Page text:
Wednesday, 27 August 2008

Accessibility versus Dumbing Down

Last night, we attended another Proms Concert, this one a celebration of the life of Vaughan Williams on the 50th anniversary of his death. (A really good concert, BTW. Listen if you get the chance.) During the second interval, I had a chat with a friend who works in one of the Orchestra Departments at the BBC. To protect her identity, I'll call her "Scully".

Scully said that one of the biggest concerns within her part of the BBC is that classical music is considered elitist. The implied assumption is that only rich people listen to classical music and, therefore, the money would be better spent on something that is popular "down in da 'hood". So the orchestras have to fight for their existence.

All the way home, I steamed in indignation. I'm still having problems putting my indignation into words. I think it boils down to this: this country is still class ridden, with the biggest snobs being those who make assumptions about others likes and tastes based on class. Consider the rubbish that was written about James Blunt when he first appeared on the music scene; the press were suprised that someone of his background (Harrow School, Sandhurst, the Guards) would be into pop music (the implication being that "posh people" don't do pop music. Absolute tosh!).

I think I've mentioned before that I passionately resent people making assumptions about me. Australia is basically classless - if its society is stratified, then it's Middle Class vs Rich, and the only differences are where you live, what you drive and how much money you take home. In British terms, the suburb I grew up in and the local high school (where I first learned the flute) are probably working class. Nobody had a lot of money but it didn't matter - we weren't limited by our "class". My dad worked in a factory; the first time I went to the theatre, it was organised by their social club (Oklahoma, I think, at Her Majesty's Theatre).

If the BBC snobs have their way and cut the orchestras, then it's people like me who will suffer. I got into classical music because I was exposed to it at school. As a result, I learned the flute and sang in the choir. Our education district ran an annual music camp, filled with kids from Springvale, Frankston, Dandenong and Doveton - not wealthy suburbs by any means. I think I was 17 before I went to my first "professional" classical concert, with paid musicians, and where I wasn't involved somehow in the music making.

One of the best things the BBC does RIGHT NOW is to make classical music accessible to everyone. You just have to turn on the radio or the TV (NB: about half the Proms are televised on either BBC2 or BBC4). The BBC orchestras spend a lot of time and money on out-reach programs. They support the Proms, where the cheapest tickets are £6 and all children get in for half price. There are special "Family Proms" events where everyone gets a chance to make music and meet the orchestra. I'm not sure what else the orchestras can do.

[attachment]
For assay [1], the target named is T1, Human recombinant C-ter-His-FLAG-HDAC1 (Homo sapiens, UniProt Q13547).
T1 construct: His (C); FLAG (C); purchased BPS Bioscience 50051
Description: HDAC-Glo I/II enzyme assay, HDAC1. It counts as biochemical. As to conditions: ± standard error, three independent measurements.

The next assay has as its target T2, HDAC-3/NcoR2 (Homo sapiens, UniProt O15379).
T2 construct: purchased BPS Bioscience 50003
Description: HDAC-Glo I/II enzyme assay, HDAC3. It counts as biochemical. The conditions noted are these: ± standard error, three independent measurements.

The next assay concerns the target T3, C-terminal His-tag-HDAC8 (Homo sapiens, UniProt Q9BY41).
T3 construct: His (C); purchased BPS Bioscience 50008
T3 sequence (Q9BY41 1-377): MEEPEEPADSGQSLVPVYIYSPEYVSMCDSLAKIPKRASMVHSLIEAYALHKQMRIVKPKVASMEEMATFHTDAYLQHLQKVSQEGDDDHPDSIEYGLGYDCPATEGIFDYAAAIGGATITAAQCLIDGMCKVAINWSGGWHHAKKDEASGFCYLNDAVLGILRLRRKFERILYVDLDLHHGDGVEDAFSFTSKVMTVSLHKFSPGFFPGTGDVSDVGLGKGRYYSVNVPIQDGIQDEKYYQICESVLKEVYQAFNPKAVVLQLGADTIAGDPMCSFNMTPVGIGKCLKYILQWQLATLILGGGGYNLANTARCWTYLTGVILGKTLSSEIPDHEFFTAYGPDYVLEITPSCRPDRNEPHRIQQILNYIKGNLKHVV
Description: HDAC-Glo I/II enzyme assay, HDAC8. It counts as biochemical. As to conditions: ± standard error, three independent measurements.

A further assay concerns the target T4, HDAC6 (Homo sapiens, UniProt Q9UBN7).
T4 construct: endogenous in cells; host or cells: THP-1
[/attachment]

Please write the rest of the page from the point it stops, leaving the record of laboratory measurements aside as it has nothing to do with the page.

To me, the real question is this: when real music lessons aren't available at school, how do you recruit the next generation of listeners/musicians? (The very basic music syllabus for the National Curriculum doesn't include learning how to read music.) Also, how do you break down the snobbery that assumes that to play classical music means you have to be called Tristram, own half of Surrey and dislike pop music?

If I was God for the day, I'd change the school syllabus but until that happens, we need a different solution. I puzzled over this for several hours. Classical music has to be made "normal", in a country where the focus for the last thirty years has been dumbing things down. If the snobs at the BBC had their way, they'd have the orchestral musicians playing "garage" to kids when they tour schools instead of Vaughan Williams.

Finally, I came up with a solution for the BBC. Insert some classical musicians into their working-class, soap opera, Eastenders. Portray the musicians as real people, practising their instruments and drinking in the Old Vic. Have them lug a cello through the street market on their way to work, playing for a professional orchestra. Give them a mockney accent like the rest of the cast. Have the drinkers at the Old Vic go along to a concert to support their mate (and don't turn it into a stupid comedy moment). Make classical music normal in the East End.

What do you think?

- Pam (out of time but not out of words)

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